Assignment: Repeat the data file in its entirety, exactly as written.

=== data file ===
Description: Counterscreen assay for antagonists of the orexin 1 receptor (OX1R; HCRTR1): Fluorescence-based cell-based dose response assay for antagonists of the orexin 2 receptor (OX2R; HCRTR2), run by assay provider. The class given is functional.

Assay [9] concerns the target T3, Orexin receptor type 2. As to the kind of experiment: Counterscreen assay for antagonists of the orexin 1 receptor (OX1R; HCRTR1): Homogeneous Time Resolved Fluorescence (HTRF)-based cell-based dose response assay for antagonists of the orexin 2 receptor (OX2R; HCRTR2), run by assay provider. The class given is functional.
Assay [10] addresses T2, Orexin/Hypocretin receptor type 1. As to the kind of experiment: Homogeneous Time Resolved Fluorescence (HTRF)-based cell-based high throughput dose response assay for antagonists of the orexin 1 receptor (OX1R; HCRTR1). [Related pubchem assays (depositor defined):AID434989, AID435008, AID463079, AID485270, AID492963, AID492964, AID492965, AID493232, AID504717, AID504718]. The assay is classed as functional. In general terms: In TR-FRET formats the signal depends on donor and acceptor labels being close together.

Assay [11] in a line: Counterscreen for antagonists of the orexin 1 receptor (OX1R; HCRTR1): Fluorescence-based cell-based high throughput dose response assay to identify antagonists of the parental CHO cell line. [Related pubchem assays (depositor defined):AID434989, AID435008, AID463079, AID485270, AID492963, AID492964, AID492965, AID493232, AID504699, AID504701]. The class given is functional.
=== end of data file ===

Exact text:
Description: Counterscreen assay for antagonists of the orexin 1 receptor (OX1R; HCRTR1): Fluorescence-based cell-based dose response assay for antagonists of the orexin 2 receptor (OX2R; HCRTR2), run by assay provider. The class given is functional.

Assay [9] concerns the target T3, Orexin receptor type 2. As to the kind of experiment: Counterscreen assay for antagonists of the orexin 1 receptor (OX1R; HCRTR1): Homogeneous Time Resolved Fluorescence (HTRF)-based cell-based dose response assay for antagonists of the orexin 2 receptor (OX2R; HCRTR2), run by assay provider. The class given is functional.
Assay [10] addresses T2, Orexin/Hypocretin receptor type 1. As to the kind of experiment: Homogeneous Time Resolved Fluorescence (HTRF)-based cell-based high throughput dose response assay for antagonists of the orexin 1 receptor (OX1R; HCRTR1). [Related pubchem assays (depositor defined):AID434989, AID435008, AID463079, AID485270, AID492963, AID492964, AID492965, AID493232, AID504717, AID504718]. The assay is classed as functional. In general terms: In TR-FRET formats the signal depends on donor and acceptor labels being close together.

Assay [11] in a line: Counterscreen for antagonists of the orexin 1 receptor (OX1R; HCRTR1): Fluorescence-based cell-based high throughput dose response assay to identify antagonists of the parental CHO cell line. [Related pubchem assays (depositor defined):AID434989, AID435008, AID463079, AID485270, AID492963, AID492964, AID492965, AID493232, AID504699, AID504701]. The class given is functional.